Doucet's plan calls for a deference of the tunnel "until [its cost] can be justified", and instead proposes running at-grade light-rail along Laurier Avenue downtown as a parallel line to the existing bus-rapid transit on Albert and Slater. He also proposes a western leg along Carling Avenue (a resuscitated version of his co-sponsored Light Rail Now! transit alternative from November 2008) into Kanata, extending the O-Train south towards the airport, and heading east towards Blair Road and beyond. Doucet says that he would begin the groundwork for the projects immediately, and that he could have them finished within a single four-year mandate, and for a total cost of "around $2B".
After finishing his presentation, Doucet turned the floor over to a couple other transit-oriented speakers. Local "suburban commuter" Liam Jerusalem described his purchase of a home in Riverside South with the expectation of light-rail (under the cancelled North-South transit line) running through that suburb, and his disappointment that followed the cancellation of that plan. And his other guest speaker was Sustainable Transportation Consultant Joel Mulligan, who described the virtues of a cycle-oriented society and offered his support for Doucet's promises to place more emphasis on cycling.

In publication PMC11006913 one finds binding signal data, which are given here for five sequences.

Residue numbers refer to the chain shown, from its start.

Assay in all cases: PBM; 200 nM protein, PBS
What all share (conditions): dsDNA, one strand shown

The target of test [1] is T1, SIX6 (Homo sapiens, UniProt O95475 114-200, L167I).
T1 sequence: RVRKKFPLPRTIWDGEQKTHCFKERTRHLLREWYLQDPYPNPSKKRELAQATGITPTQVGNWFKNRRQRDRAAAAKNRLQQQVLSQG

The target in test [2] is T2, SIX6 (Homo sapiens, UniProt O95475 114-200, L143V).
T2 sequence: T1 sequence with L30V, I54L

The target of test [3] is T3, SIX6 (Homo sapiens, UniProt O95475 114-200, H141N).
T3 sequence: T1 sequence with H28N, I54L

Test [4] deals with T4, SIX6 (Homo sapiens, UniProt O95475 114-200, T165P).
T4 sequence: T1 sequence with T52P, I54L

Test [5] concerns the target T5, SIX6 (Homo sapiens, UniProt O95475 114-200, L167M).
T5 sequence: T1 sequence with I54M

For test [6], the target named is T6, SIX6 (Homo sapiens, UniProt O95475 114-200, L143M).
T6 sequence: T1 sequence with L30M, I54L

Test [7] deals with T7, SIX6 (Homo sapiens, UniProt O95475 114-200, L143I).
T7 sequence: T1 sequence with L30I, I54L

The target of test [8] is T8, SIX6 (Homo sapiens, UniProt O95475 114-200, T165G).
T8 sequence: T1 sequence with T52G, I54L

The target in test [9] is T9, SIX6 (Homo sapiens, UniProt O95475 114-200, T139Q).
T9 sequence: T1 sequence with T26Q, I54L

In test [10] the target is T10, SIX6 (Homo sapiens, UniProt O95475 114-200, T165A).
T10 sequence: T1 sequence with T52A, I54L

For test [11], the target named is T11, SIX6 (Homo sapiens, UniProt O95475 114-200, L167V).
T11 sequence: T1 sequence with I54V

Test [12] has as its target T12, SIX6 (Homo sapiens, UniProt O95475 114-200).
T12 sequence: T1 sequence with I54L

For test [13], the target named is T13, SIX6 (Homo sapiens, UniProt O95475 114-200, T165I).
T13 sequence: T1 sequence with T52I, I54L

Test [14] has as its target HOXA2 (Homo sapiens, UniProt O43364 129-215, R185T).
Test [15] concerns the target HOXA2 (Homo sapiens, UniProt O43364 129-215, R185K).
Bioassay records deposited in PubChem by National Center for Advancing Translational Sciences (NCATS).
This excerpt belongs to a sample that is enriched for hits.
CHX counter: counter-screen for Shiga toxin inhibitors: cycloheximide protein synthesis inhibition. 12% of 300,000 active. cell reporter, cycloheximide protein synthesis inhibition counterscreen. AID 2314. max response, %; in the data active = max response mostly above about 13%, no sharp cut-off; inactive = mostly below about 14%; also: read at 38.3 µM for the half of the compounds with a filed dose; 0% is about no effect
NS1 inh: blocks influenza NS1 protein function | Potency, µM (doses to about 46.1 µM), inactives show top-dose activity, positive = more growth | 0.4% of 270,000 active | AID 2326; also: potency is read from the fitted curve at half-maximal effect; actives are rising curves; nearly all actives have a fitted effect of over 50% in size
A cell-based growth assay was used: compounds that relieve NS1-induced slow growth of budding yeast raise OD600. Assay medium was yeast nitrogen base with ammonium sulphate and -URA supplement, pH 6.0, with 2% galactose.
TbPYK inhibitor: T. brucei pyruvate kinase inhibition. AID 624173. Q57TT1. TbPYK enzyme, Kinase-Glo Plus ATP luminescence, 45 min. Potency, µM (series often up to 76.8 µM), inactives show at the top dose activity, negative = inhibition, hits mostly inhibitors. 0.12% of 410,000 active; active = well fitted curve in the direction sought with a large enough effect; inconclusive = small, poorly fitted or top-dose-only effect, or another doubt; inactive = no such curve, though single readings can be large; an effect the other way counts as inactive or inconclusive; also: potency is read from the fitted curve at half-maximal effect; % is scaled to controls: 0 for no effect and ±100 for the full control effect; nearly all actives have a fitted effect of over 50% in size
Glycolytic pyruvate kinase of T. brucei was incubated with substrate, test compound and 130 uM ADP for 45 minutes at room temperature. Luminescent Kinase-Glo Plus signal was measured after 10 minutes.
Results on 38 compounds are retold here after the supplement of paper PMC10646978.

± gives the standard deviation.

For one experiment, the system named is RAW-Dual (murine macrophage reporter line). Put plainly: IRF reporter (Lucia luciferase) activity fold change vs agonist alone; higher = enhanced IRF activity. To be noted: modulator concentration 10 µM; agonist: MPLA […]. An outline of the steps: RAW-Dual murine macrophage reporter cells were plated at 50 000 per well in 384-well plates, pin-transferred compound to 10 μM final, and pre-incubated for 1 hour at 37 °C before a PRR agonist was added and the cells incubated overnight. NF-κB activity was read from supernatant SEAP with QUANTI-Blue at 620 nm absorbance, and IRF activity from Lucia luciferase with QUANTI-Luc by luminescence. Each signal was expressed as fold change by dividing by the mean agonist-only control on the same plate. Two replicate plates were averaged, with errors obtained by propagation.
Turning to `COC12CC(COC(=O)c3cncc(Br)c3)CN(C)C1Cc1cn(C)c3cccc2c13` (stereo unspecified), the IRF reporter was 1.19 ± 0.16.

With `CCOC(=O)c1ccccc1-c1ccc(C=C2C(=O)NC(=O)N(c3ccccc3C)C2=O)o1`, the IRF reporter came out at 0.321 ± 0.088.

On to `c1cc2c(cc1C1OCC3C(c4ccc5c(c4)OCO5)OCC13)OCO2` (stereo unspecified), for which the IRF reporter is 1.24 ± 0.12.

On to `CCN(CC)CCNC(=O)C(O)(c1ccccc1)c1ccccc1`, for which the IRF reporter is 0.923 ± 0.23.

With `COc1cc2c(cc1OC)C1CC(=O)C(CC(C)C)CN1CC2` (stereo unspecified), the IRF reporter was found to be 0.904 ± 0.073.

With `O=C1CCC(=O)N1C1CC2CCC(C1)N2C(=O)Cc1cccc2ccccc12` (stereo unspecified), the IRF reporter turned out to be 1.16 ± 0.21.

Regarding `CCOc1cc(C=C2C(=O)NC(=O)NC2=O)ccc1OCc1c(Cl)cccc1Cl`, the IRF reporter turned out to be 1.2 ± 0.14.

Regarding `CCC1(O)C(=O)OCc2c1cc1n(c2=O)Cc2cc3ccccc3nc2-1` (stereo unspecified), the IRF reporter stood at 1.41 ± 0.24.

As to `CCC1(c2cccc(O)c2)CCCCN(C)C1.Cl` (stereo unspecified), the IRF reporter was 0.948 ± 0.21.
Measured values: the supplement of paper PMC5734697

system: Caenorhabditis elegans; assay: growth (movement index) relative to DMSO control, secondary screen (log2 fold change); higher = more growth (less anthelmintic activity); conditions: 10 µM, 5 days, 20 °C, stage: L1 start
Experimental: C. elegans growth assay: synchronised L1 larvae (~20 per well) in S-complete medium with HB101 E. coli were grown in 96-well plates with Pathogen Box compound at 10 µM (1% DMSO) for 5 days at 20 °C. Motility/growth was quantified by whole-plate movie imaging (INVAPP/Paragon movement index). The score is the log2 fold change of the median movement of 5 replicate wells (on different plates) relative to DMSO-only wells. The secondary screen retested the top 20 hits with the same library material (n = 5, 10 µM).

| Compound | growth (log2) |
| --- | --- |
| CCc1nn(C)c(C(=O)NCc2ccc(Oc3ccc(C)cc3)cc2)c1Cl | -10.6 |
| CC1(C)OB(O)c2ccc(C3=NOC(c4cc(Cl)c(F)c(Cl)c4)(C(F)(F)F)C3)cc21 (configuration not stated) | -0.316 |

Doucet also discussed his plans to "optimize bus service" by organizing OC Transpo into three distinct service modes that compete with one another for funding: Community service, commuter service, and light-rail service. He also expressed a desire to approach VIA Rail in an effort to establish GO-Train-style commuter transit for outlying communities including Smiths Falls, Richmond, Perth, and Casselman.
Finally, he pledged his support for high-speed rail in the region, committing his support to establishing a Quebec City-Toronto corridor with Ottawa along it.
I will be offering more specific information on Doucet's presentation in the coming weeks, as a part of Public Transit in Ottawa's 2010 election hub.